Despite President Obama’s calls for more “smart gun” research, development, and use, “smart gun” technology still lacks momentum.
In fact, as the Shooting, Hunting, and Outdoor Trade (SHOT) Show opens in Las Vegas, not one of the 1,600 exhibitors plan to showcase “smart gun” technology.
According to CNet, there was similar story at the Consumer Electronics Show (CES) last week. “The sole smart-gun exhibitor at this year’s CES” was Sentinl, and the product they promoted was “Identilock“—a smart trigger lock that is opened and removed via a biometric reader instead of a traditional lock and key.
CNet commented on the dearth of “smart guns” at the SHOT Show and CES, saying:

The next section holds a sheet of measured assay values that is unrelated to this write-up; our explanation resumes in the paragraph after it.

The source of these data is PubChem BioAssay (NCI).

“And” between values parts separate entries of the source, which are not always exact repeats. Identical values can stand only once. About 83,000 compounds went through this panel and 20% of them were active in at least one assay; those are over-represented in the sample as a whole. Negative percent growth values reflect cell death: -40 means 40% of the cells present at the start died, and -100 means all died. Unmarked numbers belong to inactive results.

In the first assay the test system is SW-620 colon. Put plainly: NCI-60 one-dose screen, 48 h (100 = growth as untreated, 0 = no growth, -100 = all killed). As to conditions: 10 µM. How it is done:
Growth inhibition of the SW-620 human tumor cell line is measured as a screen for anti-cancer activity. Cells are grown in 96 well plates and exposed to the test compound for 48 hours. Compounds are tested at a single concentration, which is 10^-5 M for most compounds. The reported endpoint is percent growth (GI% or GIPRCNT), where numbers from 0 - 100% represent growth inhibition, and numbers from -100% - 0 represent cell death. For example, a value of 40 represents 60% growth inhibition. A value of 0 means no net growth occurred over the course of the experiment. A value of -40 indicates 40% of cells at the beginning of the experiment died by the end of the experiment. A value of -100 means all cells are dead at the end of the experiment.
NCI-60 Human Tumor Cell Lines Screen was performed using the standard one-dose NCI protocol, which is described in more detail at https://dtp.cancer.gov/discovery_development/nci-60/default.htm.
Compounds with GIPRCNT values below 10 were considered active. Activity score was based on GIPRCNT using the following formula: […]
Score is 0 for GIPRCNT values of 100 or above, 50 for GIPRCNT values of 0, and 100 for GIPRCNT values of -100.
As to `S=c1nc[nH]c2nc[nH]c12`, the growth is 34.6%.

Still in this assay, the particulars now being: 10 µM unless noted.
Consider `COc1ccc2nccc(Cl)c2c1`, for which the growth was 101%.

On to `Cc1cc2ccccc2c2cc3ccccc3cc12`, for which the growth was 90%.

That’s how far smart guns — which use radio signals or fingerprint scanners to ensure a weapon can be fired only by its owner — are from the mainstream. They’re a no-show at both these major conferences, and they’re apparently not much of a topic of conversation among those who might be most interested.
Obama emphasized “smart gun” technology during his January 5 executive gun control announcement. Three days later, Breitbart News reported that “smart gun” technology has already been tried and rejected in California. Amid customer backlash, the Armatix iP1—an $1,800 “smart gun” chambered in .22 lr—was pulled from the shelves of Oak Tree Gun Club in March 2014 before one could even be sold.
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